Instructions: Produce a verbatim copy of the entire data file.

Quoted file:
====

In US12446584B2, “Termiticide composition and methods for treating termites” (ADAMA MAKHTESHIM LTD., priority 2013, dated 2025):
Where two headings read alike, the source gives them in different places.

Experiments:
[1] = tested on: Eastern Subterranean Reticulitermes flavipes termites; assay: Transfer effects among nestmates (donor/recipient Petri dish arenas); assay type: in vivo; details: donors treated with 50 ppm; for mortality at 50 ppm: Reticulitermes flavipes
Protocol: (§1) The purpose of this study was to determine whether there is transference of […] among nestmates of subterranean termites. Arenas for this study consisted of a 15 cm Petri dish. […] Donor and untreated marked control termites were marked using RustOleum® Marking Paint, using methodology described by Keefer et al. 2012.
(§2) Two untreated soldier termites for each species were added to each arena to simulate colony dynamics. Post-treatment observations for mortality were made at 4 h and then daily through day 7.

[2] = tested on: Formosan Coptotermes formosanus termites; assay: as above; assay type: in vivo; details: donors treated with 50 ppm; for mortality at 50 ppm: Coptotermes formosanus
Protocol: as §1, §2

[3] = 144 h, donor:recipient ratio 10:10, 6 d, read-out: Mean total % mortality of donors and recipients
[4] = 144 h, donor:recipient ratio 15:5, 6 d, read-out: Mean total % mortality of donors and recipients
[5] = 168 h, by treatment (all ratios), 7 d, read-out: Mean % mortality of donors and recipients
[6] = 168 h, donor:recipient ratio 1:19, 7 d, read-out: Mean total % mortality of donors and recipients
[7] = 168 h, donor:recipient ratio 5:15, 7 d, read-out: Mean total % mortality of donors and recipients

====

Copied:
In US12446584B2, “Termiticide composition and methods for treating termites” (ADAMA MAKHTESHIM LTD., priority 2013, dated 2025):
Where two headings read alike, the source gives them in different places.

Experiments:
[1] = tested on: Eastern Subterranean Reticulitermes flavipes termites; assay: Transfer effects among nestmates (donor/recipient Petri dish arenas); assay type: in vivo; details: donors treated with 50 ppm; for mortality at 50 ppm: Reticulitermes flavipes
Protocol: (§1) The purpose of this study was to determine whether there is transference of […] among nestmates of subterranean termites. Arenas for this study consisted of a 15 cm Petri dish. […] Donor and untreated marked control termites were marked using RustOleum® Marking Paint, using methodology described by Keefer et al. 2012.
(§2) Two untreated soldier termites for each species were added to each arena to simulate colony dynamics. Post-treatment observations for mortality were made at 4 h and then daily through day 7.

[2] = tested on: Formosan Coptotermes formosanus termites; assay: as above; assay type: in vivo; details: donors treated with 50 ppm; for mortality at 50 ppm: Coptotermes formosanus
Protocol: as §1, §2

[3] = 144 h, donor:recipient ratio 10:10, 6 d, read-out: Mean total % mortality of donors and recipients
[4] = 144 h, donor:recipient ratio 15:5, 6 d, read-out: Mean total % mortality of donors and recipients
[5] = 168 h, by treatment (all ratios), 7 d, read-out: Mean % mortality of donors and recipients
[6] = 168 h, donor:recipient ratio 1:19, 7 d, read-out: Mean total % mortality of donors and recipients
[7] = 168 h, donor:recipient ratio 5:15, 7 d, read-out: Mean total % mortality of donors and recipients